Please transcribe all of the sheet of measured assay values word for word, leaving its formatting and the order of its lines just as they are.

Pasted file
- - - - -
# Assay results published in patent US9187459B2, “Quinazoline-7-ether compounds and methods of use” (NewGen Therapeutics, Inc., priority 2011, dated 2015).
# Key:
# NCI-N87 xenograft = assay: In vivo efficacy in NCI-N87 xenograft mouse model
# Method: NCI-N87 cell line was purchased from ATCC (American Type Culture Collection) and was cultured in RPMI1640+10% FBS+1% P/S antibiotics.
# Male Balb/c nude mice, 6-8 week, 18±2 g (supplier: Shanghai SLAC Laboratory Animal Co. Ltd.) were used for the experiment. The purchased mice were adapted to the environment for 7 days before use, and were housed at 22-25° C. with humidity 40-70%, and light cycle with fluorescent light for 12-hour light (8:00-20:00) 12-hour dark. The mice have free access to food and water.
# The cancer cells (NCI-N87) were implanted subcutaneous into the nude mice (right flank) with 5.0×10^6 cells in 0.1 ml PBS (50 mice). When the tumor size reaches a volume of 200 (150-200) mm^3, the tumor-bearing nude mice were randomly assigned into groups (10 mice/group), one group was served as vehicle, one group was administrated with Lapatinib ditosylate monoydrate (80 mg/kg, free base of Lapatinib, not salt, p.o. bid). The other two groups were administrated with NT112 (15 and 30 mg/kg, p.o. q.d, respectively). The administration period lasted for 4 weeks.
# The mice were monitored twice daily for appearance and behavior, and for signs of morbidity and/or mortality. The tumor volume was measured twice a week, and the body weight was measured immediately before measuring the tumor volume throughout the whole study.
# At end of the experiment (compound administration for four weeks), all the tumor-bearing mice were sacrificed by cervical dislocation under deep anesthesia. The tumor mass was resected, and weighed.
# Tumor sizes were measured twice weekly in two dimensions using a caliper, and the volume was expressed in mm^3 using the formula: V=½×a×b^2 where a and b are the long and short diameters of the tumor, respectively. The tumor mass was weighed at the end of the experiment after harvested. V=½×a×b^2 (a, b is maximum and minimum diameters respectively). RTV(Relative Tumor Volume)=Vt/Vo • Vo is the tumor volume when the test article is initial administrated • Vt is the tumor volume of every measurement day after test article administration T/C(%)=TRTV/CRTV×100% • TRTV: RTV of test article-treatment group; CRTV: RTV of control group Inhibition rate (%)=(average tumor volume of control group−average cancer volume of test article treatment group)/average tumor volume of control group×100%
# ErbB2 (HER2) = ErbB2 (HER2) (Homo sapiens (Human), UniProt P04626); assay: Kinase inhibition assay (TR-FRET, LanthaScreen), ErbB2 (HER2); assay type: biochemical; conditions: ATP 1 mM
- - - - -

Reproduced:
# Assay results published in patent US9187459B2, “Quinazoline-7-ether compounds and methods of use” (NewGen Therapeutics, Inc., priority 2011, dated 2015).
# Key:
# NCI-N87 xenograft = assay: In vivo efficacy in NCI-N87 xenograft mouse model
# Method: NCI-N87 cell line was purchased from ATCC (American Type Culture Collection) and was cultured in RPMI1640+10% FBS+1% P/S antibiotics.
# Male Balb/c nude mice, 6-8 week, 18±2 g (supplier: Shanghai SLAC Laboratory Animal Co. Ltd.) were used for the experiment. The purchased mice were adapted to the environment for 7 days before use, and were housed at 22-25° C. with humidity 40-70%, and light cycle with fluorescent light for 12-hour light (8:00-20:00) 12-hour dark. The mice have free access to food and water.
# The cancer cells (NCI-N87) were implanted subcutaneous into the nude mice (right flank) with 5.0×10^6 cells in 0.1 ml PBS (50 mice). When the tumor size reaches a volume of 200 (150-200) mm^3, the tumor-bearing nude mice were randomly assigned into groups (10 mice/group), one group was served as vehicle, one group was administrated with Lapatinib ditosylate monoydrate (80 mg/kg, free base of Lapatinib, not salt, p.o. bid). The other two groups were administrated with NT112 (15 and 30 mg/kg, p.o. q.d, respectively). The administration period lasted for 4 weeks.
# The mice were monitored twice daily for appearance and behavior, and for signs of morbidity and/or mortality. The tumor volume was measured twice a week, and the body weight was measured immediately before measuring the tumor volume throughout the whole study.
# At end of the experiment (compound administration for four weeks), all the tumor-bearing mice were sacrificed by cervical dislocation under deep anesthesia. The tumor mass was resected, and weighed.
# Tumor sizes were measured twice weekly in two dimensions using a caliper, and the volume was expressed in mm^3 using the formula: V=½×a×b^2 where a and b are the long and short diameters of the tumor, respectively. The tumor mass was weighed at the end of the experiment after harvested. V=½×a×b^2 (a, b is maximum and minimum diameters respectively). RTV(Relative Tumor Volume)=Vt/Vo • Vo is the tumor volume when the test article is initial administrated • Vt is the tumor volume of every measurement day after test article administration T/C(%)=TRTV/CRTV×100% • TRTV: RTV of test article-treatment group; CRTV: RTV of control group Inhibition rate (%)=(average tumor volume of control group−average cancer volume of test article treatment group)/average tumor volume of control group×100%
# ErbB2 (HER2) = ErbB2 (HER2) (Homo sapiens (Human), UniProt P04626); assay: Kinase inhibition assay (TR-FRET, LanthaScreen), ErbB2 (HER2); assay type: biochemical; conditions: ATP 1 mM